Jewish World Review Jan. 25, 2002 /12 Shevat, 5762
In the first place, let's not kid ourselves: A modern society cannot function without some form of identity papers. Ours could not and does not. We have identity cards, but they are far too easy to get and to counterfeit. I speak, of course, of the driver's license. A driver's license is necessary to cash a check, open a bank account, obtain a credit card, take a ride in an airplane or train, enter many public buildings, buy a drink or a pack of cigarettes (if you are under 30 or so) and register to vote.
They are so indispensable for identity purposes that most departments of motor vehicles issue "nondriver licenses" as well. But with 50 states issuing driver's licenses and no central data bank to compare licensees, it is possible -- in fact easy -- to get any number of different, legitimate-looking aliases in America.
Our distaste for anything resembling identity papers has handicapped us in a variety of ways when it comes to fighting terror and other crimes. In the first place, it makes it nearly impossible to track those who enter the country illegally, or those who enter legally and then overstay their visas.
When you travel in Europe, most countries require that you produce your passport in order to stay at a hotel. Information about every guest is reported to the police. This does not make France or Holland a police state. If every person staying in any hotel anywhere in the United States had to produce his national ID, it would be far easier to catch illegal aliens. If you were a citizen, your ID would so state. If you were a tourist, you would have a tourist ID or visa (with the expiration date highlighted). Legal permanent residents, students and others would all have cards identifying their status.
Officials at the ACLU object that "If terrorists are sophisticated enough to hijack passenger airliners and fly them into buildings or to manufacture anthrax, it would be naive to think they could not create counterfeit identification cards." Well, in the first place, the hijackers who committed the Sept. 11 crimes were not so much sophisticated as utterly fanatical and suicidal. What they accomplished was completely low-tech and uncomplicated (though, obviously, stunningly savage). In the second place, as the case of Richard Reid, would-be shoe bomber demonstrated, not all terrorists are rocket scientists. And third, isn't it in our interests to ensure that forging ID papers and other preliminaries to terrorist acts be made as difficult as possible?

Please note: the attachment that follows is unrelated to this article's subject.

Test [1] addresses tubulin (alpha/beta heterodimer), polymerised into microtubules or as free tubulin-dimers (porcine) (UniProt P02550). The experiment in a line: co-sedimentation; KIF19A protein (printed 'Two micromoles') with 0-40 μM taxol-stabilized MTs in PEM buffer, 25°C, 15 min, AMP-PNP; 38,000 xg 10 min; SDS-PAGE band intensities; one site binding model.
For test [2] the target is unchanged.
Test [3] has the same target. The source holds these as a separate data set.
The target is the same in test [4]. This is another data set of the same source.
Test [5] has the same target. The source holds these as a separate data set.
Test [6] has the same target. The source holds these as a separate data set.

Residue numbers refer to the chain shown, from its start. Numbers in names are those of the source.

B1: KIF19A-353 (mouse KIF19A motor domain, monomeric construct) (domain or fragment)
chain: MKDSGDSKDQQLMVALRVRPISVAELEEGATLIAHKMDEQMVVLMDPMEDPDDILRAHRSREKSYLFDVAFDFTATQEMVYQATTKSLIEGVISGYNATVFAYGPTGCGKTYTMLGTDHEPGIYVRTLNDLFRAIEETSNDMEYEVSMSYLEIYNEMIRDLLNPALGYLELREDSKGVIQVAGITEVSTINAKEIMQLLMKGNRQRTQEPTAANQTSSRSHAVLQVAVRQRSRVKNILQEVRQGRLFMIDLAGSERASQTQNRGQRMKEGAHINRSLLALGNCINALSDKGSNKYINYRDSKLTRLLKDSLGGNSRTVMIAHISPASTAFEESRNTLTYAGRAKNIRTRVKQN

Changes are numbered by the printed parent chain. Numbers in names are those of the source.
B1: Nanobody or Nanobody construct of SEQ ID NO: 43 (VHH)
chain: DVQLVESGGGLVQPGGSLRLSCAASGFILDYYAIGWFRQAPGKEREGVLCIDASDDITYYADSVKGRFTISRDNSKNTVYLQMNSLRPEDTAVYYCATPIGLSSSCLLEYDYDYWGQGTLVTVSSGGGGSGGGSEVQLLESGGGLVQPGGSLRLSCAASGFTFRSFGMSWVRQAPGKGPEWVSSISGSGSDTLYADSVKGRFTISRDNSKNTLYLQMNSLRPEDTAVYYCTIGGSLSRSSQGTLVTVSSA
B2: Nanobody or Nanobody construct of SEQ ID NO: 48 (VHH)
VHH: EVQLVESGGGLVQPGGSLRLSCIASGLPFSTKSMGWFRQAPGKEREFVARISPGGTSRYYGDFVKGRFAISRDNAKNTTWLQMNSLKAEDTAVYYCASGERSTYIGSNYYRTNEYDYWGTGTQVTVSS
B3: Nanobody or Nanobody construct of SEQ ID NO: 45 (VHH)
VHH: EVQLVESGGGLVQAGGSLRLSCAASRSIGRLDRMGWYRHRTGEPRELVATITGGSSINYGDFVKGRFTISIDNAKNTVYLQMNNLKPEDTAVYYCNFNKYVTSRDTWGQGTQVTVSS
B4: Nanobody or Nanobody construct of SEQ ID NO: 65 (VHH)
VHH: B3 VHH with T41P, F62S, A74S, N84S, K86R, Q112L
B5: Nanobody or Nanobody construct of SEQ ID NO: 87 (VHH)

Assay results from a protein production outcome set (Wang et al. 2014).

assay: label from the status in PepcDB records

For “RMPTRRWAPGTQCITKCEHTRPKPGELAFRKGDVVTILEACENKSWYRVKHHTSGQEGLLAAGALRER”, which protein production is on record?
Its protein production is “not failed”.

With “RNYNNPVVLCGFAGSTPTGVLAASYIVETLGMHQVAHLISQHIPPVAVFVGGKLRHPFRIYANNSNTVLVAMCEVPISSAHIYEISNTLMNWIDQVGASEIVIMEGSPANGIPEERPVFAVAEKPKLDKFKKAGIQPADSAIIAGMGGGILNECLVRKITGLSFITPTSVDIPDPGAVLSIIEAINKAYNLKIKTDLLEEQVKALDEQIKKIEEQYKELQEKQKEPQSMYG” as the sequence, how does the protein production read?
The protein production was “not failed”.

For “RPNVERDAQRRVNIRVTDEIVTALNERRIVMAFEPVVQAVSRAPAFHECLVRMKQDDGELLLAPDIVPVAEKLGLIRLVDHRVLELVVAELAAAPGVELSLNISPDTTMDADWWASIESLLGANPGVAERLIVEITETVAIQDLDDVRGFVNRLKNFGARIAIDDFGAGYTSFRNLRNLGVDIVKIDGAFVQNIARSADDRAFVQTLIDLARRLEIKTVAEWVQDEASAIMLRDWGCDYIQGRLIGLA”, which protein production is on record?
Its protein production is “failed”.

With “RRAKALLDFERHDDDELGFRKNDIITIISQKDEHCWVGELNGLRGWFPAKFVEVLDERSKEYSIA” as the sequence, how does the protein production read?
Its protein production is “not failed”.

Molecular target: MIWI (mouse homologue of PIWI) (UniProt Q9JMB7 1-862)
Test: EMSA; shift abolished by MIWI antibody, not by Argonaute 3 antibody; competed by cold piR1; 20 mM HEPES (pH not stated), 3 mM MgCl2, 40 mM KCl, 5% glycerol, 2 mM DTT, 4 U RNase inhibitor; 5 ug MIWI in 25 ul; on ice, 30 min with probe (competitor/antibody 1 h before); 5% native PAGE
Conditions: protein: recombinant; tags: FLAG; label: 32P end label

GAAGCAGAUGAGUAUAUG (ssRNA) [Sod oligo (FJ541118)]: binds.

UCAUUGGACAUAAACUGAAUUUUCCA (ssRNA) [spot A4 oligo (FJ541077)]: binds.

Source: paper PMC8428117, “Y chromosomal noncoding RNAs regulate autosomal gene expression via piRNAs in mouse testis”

American driver's licenses today are primitive. We have the technology to make them extremely difficult to forge using unique biological traits like irises, voice prints, hand prints and retinal scans. It is hard to imagine that such an identity card (or driver's license, we could still call them that for comfort's sake) would infringe upon our liberty. The police can already ask you to show your driver's license for the smallest infraction of traffic laws. More than one of the Sept. 11 hijackers was stopped for a traffic violation in the days before the attack. If they had been obliged to produce an ID, the plot might have unraveled.
And far from placing special burdens on non-white or Middle-Eastern-looking people, a national ID would permit them to avoid some degree of special scrutiny. Obviously, if someone is behaving suspiciously, citizenship or permanent residence is no bar to questioning by authorities, but many people who might have been questioned only because they fit a particular profile (young, male, Middle-Eastern-looking man traveling alone) could sail through security at airports with less delay if we had a relatively tamper-proof national ID.
A national ID would make it easier to track individuals who enter the country on student or tourist visas and overstay their welcome. It would also improve our ability to apprehend the estimated 300,000 convicted criminals who have managed to escape the justice system and are on the lam.
The national ID is overdue. We already use a makeshift ID system that is creaky and easily faked. The feared loss of liberty in a national ID is trifling, while the potential gain in security is